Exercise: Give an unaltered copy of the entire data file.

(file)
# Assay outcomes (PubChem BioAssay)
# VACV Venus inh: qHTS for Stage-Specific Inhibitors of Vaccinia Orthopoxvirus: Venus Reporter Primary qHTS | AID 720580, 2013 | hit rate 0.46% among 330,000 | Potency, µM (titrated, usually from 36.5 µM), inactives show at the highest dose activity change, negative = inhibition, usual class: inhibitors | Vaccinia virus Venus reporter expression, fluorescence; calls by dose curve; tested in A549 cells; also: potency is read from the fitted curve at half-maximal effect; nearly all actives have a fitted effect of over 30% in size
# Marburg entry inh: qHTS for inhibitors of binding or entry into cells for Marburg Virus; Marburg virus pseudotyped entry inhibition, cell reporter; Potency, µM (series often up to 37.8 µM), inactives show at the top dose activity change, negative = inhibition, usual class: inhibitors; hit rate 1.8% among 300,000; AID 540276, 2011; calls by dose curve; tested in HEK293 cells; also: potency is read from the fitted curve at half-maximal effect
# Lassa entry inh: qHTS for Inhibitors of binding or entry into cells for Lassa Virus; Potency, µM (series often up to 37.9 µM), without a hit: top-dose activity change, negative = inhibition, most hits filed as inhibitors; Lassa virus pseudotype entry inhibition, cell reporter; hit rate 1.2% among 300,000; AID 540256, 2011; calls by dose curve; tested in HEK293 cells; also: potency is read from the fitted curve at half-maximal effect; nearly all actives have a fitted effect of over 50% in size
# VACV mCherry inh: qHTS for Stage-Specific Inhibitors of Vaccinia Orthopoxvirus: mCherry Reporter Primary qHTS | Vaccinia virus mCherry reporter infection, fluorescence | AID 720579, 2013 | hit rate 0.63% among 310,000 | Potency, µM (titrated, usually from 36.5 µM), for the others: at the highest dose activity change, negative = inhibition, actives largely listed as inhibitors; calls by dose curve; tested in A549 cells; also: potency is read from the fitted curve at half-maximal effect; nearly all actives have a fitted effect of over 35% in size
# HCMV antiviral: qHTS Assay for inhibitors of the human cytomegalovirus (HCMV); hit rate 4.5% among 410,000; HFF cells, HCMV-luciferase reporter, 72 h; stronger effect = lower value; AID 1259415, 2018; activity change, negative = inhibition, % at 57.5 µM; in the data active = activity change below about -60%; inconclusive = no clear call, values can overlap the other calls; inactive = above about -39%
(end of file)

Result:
# Assay outcomes (PubChem BioAssay)
# VACV Venus inh: qHTS for Stage-Specific Inhibitors of Vaccinia Orthopoxvirus: Venus Reporter Primary qHTS | AID 720580, 2013 | hit rate 0.46% among 330,000 | Potency, µM (titrated, usually from 36.5 µM), inactives show at the highest dose activity change, negative = inhibition, usual class: inhibitors | Vaccinia virus Venus reporter expression, fluorescence; calls by dose curve; tested in A549 cells; also: potency is read from the fitted curve at half-maximal effect; nearly all actives have a fitted effect of over 30% in size
# Marburg entry inh: qHTS for inhibitors of binding or entry into cells for Marburg Virus; Marburg virus pseudotyped entry inhibition, cell reporter; Potency, µM (series often up to 37.8 µM), inactives show at the top dose activity change, negative = inhibition, usual class: inhibitors; hit rate 1.8% among 300,000; AID 540276, 2011; calls by dose curve; tested in HEK293 cells; also: potency is read from the fitted curve at half-maximal effect
# Lassa entry inh: qHTS for Inhibitors of binding or entry into cells for Lassa Virus; Potency, µM (series often up to 37.9 µM), without a hit: top-dose activity change, negative = inhibition, most hits filed as inhibitors; Lassa virus pseudotype entry inhibition, cell reporter; hit rate 1.2% among 300,000; AID 540256, 2011; calls by dose curve; tested in HEK293 cells; also: potency is read from the fitted curve at half-maximal effect; nearly all actives have a fitted effect of over 50% in size
# VACV mCherry inh: qHTS for Stage-Specific Inhibitors of Vaccinia Orthopoxvirus: mCherry Reporter Primary qHTS | Vaccinia virus mCherry reporter infection, fluorescence | AID 720579, 2013 | hit rate 0.63% among 310,000 | Potency, µM (titrated, usually from 36.5 µM), for the others: at the highest dose activity change, negative = inhibition, actives largely listed as inhibitors; calls by dose curve; tested in A549 cells; also: potency is read from the fitted curve at half-maximal effect; nearly all actives have a fitted effect of over 35% in size
# HCMV antiviral: qHTS Assay for inhibitors of the human cytomegalovirus (HCMV); hit rate 4.5% among 410,000; HFF cells, HCMV-luciferase reporter, 72 h; stronger effect = lower value; AID 1259415, 2018; activity change, negative = inhibition, % at 57.5 µM; in the data active = activity change below about -60%; inconclusive = no clear call, values can overlap the other calls; inactive = above about -39%